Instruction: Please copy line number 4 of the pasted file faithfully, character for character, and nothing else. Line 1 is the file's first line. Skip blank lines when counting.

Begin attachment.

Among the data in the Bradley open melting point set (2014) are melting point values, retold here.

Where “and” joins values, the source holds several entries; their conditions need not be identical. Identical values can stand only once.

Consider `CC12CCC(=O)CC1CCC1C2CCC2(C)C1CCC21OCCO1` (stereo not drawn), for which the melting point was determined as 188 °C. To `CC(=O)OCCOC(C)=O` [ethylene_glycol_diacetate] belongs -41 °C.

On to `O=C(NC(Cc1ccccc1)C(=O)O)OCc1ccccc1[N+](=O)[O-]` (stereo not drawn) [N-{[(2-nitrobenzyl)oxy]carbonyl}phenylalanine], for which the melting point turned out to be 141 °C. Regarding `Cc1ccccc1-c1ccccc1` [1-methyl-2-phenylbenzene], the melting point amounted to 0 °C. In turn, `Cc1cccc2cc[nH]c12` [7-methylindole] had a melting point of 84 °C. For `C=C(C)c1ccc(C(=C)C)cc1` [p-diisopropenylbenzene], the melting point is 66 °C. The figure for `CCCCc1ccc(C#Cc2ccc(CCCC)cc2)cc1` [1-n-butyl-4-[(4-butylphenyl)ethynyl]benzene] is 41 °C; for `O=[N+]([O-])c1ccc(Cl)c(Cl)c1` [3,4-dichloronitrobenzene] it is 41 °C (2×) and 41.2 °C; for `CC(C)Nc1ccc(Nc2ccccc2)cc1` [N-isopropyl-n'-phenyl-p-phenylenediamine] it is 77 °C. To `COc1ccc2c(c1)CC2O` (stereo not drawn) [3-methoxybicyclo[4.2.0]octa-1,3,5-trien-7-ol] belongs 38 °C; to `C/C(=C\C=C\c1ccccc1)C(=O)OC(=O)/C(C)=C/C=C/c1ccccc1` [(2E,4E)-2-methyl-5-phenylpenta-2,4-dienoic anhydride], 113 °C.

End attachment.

On to `O=C(NC(Cc1ccccc1)C(=O)O)OCc1ccccc1[N+](=O)[O-]` (stereo not drawn) [N-{[(2-nitrobenzyl)oxy]carbonyl}phenylalanine], for which the melting point turned out to be 141 °C. Regarding `Cc1ccccc1-c1ccccc1` [1-methyl-2-phenylbenzene], the melting point amounted to 0 °C. In turn, `Cc1cccc2cc[nH]c12` [7-methylindole] had a melting point of 84 °C. For `C=C(C)c1ccc(C(=C)C)cc1` [p-diisopropenylbenzene], the melting point is 66 °C. The figure for `CCCCc1ccc(C#Cc2ccc(CCCC)cc2)cc1` [1-n-butyl-4-[(4-butylphenyl)ethynyl]benzene] is 41 °C; for `O=[N+]([O-])c1ccc(Cl)c(Cl)c1` [3,4-dichloronitrobenzene] it is 41 °C (2×) and 41.2 °C; for `CC(C)Nc1ccc(Nc2ccccc2)cc1` [N-isopropyl-n'-phenyl-p-phenylenediamine] it is 77 °C. To `COc1ccc2c(c1)CC2O` (stereo not drawn) [3-methoxybicyclo[4.2.0]octa-1,3,5-trien-7-ol] belongs 38 °C; to `C/C(=C\C=C\c1ccccc1)C(=O)OC(=O)/C(C)=C/C=C/c1ccccc1` [(2E,4E)-2-methyl-5-phenylpenta-2,4-dienoic anhydride], 113 °C.